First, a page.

When you fire up Resistance 3's multiplayer for the first time, you'll notice that there's only a single class, equipped with the game's take on a basic machine gun. It's got a secondary attack just like every other weapon in the game, but it's nothing you haven't seen before. As you climb through the first handful of levels, additional classes unlock, each one armed with a new weapon and probably a new grenade or ability (there are both passive and active "perk"-type boosts in R3).
For those who aren't familiar with the game especially, I strongly recommend using each newly unlocked class until you level up again and unlock the next one. That way you get a taste of some of the game's core weapons. Once you hit level six -- which should take more than a few play sessions -- you can start building custom classes and spending skill points to buy more weapons, abilities and upgrades for both. Use the know-how you picked up during your initial hours with the game to help inform your choices. Skill Points don't come frequently, so spend them wisely.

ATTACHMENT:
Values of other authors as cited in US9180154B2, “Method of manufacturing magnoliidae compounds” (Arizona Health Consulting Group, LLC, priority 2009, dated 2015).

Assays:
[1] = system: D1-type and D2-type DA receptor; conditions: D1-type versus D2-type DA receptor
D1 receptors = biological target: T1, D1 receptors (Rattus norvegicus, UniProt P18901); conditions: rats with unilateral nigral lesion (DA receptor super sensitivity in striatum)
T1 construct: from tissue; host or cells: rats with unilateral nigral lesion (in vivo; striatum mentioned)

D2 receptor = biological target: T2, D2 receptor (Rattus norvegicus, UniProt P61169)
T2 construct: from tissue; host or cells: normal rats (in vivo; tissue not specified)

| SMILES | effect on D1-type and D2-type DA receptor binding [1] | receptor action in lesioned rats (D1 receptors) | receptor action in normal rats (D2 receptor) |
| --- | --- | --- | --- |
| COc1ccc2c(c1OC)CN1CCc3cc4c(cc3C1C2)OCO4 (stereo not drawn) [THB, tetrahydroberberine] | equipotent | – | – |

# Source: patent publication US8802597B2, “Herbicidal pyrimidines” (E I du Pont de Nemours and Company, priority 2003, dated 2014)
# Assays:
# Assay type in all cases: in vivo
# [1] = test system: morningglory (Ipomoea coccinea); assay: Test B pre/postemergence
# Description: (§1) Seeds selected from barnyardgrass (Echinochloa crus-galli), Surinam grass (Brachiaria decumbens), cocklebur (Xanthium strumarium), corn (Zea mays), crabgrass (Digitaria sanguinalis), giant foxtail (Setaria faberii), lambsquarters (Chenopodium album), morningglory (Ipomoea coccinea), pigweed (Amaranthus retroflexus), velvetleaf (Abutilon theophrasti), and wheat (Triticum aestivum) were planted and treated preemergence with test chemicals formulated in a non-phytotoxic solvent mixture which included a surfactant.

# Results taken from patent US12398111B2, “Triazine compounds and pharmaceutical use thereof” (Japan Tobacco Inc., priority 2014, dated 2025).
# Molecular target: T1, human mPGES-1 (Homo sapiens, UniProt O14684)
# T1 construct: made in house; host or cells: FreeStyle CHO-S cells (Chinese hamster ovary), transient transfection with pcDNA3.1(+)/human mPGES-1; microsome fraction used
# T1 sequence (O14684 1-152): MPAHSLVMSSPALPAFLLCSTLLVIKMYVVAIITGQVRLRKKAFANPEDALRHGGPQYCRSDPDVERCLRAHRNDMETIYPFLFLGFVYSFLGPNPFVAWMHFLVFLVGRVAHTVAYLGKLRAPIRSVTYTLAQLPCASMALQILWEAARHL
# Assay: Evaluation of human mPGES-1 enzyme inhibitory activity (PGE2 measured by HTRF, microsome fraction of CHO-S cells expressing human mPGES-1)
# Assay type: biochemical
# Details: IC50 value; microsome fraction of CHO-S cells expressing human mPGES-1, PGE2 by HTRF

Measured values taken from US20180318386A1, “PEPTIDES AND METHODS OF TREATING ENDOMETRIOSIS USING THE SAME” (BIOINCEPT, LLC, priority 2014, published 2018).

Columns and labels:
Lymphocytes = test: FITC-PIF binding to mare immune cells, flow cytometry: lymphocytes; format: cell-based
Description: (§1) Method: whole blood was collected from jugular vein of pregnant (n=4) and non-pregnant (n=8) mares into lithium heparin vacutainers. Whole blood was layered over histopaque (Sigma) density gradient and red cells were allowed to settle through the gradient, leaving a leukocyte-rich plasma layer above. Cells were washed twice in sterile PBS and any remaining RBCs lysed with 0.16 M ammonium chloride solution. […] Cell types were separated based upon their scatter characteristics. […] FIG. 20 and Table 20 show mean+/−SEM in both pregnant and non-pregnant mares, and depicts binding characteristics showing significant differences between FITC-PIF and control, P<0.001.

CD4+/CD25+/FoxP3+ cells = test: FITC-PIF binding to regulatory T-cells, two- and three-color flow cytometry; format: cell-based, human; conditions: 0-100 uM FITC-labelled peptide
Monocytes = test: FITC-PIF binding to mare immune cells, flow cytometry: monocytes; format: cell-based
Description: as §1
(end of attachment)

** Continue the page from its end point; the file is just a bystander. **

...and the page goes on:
Generally speaking, you'll want to equip a Hedgehog as your grenade (unlocks at level six), which is basically a throwable Chimeran mine. Just toss it down and wait for some hapless enemy to run over it and feed you some points. Ammo Beacon and Bubble Shield are also quite useful among the game's Support Abilities; consider equipping one of the two on your initial custom class.
If you're not familiar with the Marksman from the campaign, that's a good option to purchase once you unlock custom classes. It's far more accurate than the M5A2 Carbine (the starting class machine gun) and much better at range, though it's a burst-fire-only weapon. I generally prefer the Bullseye to the Carbine as my go-to fully automatic machine gun, especially since tagging enemies at range with the weapon's secondary fire can be very helpful.